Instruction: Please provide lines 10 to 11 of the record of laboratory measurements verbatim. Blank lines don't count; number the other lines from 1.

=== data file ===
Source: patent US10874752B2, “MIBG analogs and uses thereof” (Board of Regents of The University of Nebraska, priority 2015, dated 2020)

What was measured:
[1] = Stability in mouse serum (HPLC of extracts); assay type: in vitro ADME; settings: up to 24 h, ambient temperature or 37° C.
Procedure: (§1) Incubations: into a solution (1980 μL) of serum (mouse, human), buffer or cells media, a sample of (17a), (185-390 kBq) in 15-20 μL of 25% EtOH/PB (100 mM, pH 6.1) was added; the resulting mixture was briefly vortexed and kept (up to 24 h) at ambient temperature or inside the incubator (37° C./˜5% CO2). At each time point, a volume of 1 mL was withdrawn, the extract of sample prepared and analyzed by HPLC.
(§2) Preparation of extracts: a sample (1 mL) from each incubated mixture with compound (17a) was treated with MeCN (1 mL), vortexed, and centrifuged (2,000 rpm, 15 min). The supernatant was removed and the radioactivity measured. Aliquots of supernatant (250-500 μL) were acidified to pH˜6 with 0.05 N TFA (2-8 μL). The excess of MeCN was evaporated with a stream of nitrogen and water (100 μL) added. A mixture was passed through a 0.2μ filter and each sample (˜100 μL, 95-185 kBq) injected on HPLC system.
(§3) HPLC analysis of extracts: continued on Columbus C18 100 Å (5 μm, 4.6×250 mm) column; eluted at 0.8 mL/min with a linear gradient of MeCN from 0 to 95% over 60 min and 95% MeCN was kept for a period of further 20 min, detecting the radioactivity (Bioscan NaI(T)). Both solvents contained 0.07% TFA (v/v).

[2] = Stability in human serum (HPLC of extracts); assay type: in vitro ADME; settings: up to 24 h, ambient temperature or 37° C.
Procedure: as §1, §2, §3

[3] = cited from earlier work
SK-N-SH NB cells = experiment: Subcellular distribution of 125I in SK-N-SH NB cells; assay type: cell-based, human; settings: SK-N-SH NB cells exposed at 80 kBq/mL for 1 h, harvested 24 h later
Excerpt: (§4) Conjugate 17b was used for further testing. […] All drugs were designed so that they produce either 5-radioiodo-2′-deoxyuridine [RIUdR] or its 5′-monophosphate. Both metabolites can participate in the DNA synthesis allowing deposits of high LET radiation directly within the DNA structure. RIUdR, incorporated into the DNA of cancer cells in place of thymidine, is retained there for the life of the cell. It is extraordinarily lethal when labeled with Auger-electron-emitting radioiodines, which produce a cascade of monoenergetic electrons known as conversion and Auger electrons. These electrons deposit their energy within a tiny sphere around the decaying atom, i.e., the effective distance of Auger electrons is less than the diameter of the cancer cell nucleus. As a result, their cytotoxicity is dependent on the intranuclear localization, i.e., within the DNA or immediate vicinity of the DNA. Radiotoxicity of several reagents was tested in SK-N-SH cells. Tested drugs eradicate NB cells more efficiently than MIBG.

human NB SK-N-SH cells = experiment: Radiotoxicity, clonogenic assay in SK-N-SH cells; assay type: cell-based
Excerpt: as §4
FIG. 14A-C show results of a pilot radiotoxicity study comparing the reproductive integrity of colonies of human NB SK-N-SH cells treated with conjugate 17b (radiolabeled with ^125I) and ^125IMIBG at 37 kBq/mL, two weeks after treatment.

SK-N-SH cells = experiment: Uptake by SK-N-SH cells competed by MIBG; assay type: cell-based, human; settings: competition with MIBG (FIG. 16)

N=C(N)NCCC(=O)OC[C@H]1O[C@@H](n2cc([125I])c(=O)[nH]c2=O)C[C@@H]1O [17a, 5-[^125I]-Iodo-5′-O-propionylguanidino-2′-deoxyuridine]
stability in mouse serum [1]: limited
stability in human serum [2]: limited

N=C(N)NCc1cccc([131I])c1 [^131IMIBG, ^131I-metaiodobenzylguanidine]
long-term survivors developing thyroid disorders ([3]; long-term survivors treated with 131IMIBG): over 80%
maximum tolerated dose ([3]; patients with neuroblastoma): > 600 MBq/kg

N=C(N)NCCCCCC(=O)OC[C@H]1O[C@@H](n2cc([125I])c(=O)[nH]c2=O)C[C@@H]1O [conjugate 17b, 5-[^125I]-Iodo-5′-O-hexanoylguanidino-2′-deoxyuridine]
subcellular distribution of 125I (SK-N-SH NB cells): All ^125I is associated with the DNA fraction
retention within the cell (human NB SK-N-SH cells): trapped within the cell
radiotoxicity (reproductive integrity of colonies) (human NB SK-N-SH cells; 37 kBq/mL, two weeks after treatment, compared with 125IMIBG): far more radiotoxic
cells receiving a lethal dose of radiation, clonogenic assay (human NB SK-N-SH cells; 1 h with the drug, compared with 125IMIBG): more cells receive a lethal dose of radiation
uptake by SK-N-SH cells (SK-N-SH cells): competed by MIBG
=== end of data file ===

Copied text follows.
SK-N-SH NB cells = experiment: Subcellular distribution of 125I in SK-N-SH NB cells; assay type: cell-based, human; settings: SK-N-SH NB cells exposed at 80 kBq/mL for 1 h, harvested 24 h later
Excerpt: (§4) Conjugate 17b was used for further testing. […] All drugs were designed so that they produce either 5-radioiodo-2′-deoxyuridine [RIUdR] or its 5′-monophosphate. Both metabolites can participate in the DNA synthesis allowing deposits of high LET radiation directly within the DNA structure. RIUdR, incorporated into the DNA of cancer cells in place of thymidine, is retained there for the life of the cell. It is extraordinarily lethal when labeled with Auger-electron-emitting radioiodines, which produce a cascade of monoenergetic electrons known as conversion and Auger electrons. These electrons deposit their energy within a tiny sphere around the decaying atom, i.e., the effective distance of Auger electrons is less than the diameter of the cancer cell nucleus. As a result, their cytotoxicity is dependent on the intranuclear localization, i.e., within the DNA or immediate vicinity of the DNA. Radiotoxicity of several reagents was tested in SK-N-SH cells. Tested drugs eradicate NB cells more efficiently than MIBG.